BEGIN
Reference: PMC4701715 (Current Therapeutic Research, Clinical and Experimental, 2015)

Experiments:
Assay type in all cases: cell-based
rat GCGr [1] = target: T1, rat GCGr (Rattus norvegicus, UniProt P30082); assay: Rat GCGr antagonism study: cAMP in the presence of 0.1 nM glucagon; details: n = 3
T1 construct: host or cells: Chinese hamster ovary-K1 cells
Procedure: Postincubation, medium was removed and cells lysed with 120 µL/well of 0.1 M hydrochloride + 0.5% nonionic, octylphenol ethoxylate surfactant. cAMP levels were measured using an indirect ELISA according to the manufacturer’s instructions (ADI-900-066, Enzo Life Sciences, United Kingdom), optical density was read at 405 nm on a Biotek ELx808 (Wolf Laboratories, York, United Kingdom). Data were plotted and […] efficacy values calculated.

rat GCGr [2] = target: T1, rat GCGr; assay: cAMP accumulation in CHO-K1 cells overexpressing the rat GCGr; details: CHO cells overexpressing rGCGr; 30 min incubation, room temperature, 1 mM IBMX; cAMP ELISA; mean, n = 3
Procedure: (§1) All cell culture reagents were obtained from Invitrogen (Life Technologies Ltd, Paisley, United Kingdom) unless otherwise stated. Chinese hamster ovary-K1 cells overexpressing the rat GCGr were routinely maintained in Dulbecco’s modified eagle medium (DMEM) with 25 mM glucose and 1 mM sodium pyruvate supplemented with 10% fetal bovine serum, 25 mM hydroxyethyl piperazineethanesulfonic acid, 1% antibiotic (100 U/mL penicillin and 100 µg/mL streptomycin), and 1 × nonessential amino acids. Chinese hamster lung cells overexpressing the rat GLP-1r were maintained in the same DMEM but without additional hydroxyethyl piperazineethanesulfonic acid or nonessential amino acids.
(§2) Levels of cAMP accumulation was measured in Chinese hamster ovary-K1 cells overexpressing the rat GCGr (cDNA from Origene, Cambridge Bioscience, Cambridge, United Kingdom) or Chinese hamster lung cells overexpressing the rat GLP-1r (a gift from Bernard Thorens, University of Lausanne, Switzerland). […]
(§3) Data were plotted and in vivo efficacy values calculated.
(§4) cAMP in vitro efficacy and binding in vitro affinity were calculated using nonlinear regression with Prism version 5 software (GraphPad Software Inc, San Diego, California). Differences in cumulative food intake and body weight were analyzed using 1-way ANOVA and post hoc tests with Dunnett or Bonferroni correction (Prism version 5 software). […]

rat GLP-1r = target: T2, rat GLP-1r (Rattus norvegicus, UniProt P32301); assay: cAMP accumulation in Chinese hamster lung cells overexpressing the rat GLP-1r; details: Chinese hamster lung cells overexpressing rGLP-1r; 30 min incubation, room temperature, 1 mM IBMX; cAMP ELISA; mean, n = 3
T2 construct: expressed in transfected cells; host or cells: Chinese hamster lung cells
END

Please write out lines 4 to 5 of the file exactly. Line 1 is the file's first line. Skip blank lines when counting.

rat GCGr [1] = target: T1, rat GCGr (Rattus norvegicus, UniProt P30082); assay: Rat GCGr antagonism study: cAMP in the presence of 0.1 nM glucagon; details: n = 3
T1 construct: host or cells: Chinese hamster ovary-K1 cells